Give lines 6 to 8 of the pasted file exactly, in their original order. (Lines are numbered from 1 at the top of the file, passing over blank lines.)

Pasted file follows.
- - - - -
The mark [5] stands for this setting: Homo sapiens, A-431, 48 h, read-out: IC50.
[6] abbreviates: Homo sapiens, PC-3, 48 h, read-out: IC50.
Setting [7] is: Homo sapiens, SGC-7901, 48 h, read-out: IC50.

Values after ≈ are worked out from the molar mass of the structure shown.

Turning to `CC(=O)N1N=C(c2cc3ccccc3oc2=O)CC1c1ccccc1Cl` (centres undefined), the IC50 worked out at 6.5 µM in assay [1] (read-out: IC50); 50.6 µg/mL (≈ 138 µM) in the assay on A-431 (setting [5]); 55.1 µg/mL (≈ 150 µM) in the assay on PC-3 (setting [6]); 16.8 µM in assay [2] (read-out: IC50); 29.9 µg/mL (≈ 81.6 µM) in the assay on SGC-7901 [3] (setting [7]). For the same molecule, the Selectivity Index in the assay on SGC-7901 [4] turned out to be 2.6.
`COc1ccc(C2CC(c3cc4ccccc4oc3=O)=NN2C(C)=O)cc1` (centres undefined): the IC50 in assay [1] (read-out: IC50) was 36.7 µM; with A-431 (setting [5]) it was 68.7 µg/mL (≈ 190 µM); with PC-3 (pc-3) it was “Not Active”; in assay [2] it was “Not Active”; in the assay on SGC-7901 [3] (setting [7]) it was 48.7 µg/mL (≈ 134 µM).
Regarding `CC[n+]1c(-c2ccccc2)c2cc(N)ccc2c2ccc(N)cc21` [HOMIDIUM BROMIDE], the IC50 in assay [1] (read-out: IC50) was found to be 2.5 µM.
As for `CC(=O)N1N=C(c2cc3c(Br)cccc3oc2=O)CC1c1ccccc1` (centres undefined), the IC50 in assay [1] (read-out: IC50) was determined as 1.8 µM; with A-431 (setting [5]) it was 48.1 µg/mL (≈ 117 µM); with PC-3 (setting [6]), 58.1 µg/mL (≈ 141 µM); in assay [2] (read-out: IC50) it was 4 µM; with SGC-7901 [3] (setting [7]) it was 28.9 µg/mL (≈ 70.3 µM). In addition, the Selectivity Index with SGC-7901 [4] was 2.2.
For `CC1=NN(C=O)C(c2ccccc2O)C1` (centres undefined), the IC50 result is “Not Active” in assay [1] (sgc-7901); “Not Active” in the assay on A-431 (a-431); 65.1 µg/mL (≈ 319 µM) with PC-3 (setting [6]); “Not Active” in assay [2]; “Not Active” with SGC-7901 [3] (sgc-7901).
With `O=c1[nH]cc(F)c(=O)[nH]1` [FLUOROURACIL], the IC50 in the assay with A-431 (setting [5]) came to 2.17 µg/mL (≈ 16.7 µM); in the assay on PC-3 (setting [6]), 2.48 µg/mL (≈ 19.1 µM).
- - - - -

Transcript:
`COc1ccc(C2CC(c3cc4ccccc4oc3=O)=NN2C(C)=O)cc1` (centres undefined): the IC50 in assay [1] (read-out: IC50) was 36.7 µM; with A-431 (setting [5]) it was 68.7 µg/mL (≈ 190 µM); with PC-3 (pc-3) it was “Not Active”; in assay [2] it was “Not Active”; in the assay on SGC-7901 [3] (setting [7]) it was 48.7 µg/mL (≈ 134 µM).
Regarding `CC[n+]1c(-c2ccccc2)c2cc(N)ccc2c2ccc(N)cc21` [HOMIDIUM BROMIDE], the IC50 in assay [1] (read-out: IC50) was found to be 2.5 µM.
As for `CC(=O)N1N=C(c2cc3c(Br)cccc3oc2=O)CC1c1ccccc1` (centres undefined), the IC50 in assay [1] (read-out: IC50) was determined as 1.8 µM; with A-431 (setting [5]) it was 48.1 µg/mL (≈ 117 µM); with PC-3 (setting [6]), 58.1 µg/mL (≈ 141 µM); in assay [2] (read-out: IC50) it was 4 µM; with SGC-7901 [3] (setting [7]) it was 28.9 µg/mL (≈ 70.3 µM). In addition, the Selectivity Index with SGC-7901 [4] was 2.2.